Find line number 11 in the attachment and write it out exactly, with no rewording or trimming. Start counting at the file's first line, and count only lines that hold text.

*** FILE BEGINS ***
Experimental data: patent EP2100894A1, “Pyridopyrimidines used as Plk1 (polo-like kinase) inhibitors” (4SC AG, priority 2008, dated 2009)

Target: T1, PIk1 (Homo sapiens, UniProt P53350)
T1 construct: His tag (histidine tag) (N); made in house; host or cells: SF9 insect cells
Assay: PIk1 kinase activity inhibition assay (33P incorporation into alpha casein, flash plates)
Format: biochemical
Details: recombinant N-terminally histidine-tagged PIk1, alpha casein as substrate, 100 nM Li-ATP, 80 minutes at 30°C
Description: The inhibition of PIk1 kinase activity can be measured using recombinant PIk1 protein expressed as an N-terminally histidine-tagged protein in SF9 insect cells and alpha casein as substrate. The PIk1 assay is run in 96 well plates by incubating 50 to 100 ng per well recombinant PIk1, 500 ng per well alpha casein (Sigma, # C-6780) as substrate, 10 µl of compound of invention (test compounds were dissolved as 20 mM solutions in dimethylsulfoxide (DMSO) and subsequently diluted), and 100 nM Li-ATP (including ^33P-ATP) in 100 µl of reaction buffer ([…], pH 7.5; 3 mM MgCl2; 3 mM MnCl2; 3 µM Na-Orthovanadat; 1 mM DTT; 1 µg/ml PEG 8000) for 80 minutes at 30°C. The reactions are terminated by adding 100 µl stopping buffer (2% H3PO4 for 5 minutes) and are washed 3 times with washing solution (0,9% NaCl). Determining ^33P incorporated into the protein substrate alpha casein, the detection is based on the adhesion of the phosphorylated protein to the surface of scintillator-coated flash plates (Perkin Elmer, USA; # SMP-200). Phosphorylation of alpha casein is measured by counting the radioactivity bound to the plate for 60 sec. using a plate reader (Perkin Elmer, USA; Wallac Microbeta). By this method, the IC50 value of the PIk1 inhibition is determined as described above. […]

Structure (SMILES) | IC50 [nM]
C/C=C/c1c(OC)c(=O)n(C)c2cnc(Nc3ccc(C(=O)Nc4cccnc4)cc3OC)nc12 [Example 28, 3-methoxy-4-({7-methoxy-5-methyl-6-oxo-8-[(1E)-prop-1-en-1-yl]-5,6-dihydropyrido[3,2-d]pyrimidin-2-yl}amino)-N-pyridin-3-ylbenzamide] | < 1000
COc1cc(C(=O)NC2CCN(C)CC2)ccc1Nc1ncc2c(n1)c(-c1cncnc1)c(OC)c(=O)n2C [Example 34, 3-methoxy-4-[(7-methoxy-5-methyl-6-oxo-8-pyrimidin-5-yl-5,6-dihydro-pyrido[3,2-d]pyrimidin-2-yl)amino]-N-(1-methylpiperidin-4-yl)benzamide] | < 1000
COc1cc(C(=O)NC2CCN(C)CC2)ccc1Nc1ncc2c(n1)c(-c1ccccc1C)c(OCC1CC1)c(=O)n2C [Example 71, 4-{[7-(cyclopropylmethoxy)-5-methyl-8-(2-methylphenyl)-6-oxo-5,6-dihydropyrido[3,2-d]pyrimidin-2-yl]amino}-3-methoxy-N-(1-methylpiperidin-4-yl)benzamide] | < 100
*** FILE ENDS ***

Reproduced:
COc1cc(C(=O)NC2CCN(C)CC2)ccc1Nc1ncc2c(n1)c(-c1ccccc1C)c(OCC1CC1)c(=O)n2C [Example 71, 4-{[7-(cyclopropylmethoxy)-5-methyl-8-(2-methylphenyl)-6-oxo-5,6-dihydropyrido[3,2-d]pyrimidin-2-yl]amino}-3-methoxy-N-(1-methylpiperidin-4-yl)benzamide] | < 100